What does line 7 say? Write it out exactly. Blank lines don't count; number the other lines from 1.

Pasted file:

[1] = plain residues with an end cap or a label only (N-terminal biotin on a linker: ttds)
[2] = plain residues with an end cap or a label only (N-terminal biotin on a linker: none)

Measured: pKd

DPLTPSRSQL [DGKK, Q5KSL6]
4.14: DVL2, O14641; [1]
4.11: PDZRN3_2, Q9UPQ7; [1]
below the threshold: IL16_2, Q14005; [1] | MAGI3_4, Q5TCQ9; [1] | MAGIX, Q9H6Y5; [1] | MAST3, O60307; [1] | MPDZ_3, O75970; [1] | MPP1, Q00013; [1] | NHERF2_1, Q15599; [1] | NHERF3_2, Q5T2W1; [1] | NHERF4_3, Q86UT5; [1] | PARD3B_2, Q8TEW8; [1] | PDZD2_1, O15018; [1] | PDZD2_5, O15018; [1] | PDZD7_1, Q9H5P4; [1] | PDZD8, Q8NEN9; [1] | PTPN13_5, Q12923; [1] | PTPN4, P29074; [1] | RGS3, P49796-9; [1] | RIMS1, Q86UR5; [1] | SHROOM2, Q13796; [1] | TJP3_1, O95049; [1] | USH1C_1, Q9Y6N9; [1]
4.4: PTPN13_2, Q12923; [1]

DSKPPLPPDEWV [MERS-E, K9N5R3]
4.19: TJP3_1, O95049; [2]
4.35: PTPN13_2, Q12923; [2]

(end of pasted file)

below the threshold: IL16_2, Q14005; [1] | MAGI3_4, Q5TCQ9; [1] | MAGIX, Q9H6Y5; [1] | MAST3, O60307; [1] | MPDZ_3, O75970; [1] | MPP1, Q00013; [1] | NHERF2_1, Q15599; [1] | NHERF3_2, Q5T2W1; [1] | NHERF4_3, Q86UT5; [1] | PARD3B_2, Q8TEW8; [1] | PDZD2_1, O15018; [1] | PDZD2_5, O15018; [1] | PDZD7_1, Q9H5P4; [1] | PDZD8, Q8NEN9; [1] | PTPN13_5, Q12923; [1] | PTPN4, P29074; [1] | RGS3, P49796-9; [1] | RIMS1, Q86UR5; [1] | SHROOM2, Q13796; [1] | TJP3_1, O95049; [1] | USH1C_1, Q9Y6N9; [1]